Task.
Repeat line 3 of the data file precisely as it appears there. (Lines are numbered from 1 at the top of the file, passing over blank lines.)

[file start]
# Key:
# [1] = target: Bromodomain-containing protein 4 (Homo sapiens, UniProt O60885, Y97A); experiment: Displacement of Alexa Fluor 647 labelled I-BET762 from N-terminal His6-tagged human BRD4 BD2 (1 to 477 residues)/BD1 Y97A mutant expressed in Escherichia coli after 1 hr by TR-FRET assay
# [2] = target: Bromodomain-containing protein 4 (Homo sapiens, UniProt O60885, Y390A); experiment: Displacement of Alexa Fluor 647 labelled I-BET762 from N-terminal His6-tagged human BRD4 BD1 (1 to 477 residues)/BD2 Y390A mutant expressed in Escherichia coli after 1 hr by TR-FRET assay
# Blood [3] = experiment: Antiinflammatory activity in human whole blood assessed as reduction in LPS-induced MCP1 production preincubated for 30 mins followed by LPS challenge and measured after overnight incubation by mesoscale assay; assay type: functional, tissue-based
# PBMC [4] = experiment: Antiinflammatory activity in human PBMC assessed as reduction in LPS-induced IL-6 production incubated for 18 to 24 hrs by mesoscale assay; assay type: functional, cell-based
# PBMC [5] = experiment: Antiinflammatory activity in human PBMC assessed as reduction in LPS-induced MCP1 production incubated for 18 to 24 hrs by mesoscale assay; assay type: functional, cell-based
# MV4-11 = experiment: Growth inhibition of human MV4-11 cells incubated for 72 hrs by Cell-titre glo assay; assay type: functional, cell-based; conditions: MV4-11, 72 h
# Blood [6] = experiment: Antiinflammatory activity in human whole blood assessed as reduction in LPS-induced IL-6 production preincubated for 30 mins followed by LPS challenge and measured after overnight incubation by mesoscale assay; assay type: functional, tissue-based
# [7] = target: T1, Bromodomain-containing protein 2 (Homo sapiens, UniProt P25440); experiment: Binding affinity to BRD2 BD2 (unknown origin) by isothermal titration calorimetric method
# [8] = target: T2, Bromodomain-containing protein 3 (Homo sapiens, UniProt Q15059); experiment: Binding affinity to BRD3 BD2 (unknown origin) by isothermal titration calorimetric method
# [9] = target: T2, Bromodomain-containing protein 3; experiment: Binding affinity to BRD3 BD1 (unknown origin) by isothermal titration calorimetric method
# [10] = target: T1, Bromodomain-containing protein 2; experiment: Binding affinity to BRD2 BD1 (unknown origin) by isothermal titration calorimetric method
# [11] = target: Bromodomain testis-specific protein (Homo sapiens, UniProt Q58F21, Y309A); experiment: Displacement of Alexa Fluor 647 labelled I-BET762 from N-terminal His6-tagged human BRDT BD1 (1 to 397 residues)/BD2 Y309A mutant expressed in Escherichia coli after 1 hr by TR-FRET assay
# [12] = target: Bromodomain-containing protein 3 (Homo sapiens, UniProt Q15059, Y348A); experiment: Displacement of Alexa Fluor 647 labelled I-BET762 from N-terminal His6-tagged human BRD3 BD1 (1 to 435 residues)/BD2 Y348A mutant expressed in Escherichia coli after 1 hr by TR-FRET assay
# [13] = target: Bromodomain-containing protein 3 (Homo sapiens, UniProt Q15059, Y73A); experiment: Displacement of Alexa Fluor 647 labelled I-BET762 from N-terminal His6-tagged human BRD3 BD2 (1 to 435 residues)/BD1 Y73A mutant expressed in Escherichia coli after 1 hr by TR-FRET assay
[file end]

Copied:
# [2] = target: Bromodomain-containing protein 4 (Homo sapiens, UniProt O60885, Y390A); experiment: Displacement of Alexa Fluor 647 labelled I-BET762 from N-terminal His6-tagged human BRD4 BD1 (1 to 477 residues)/BD2 Y390A mutant expressed in Escherichia coli after 1 hr by TR-FRET assay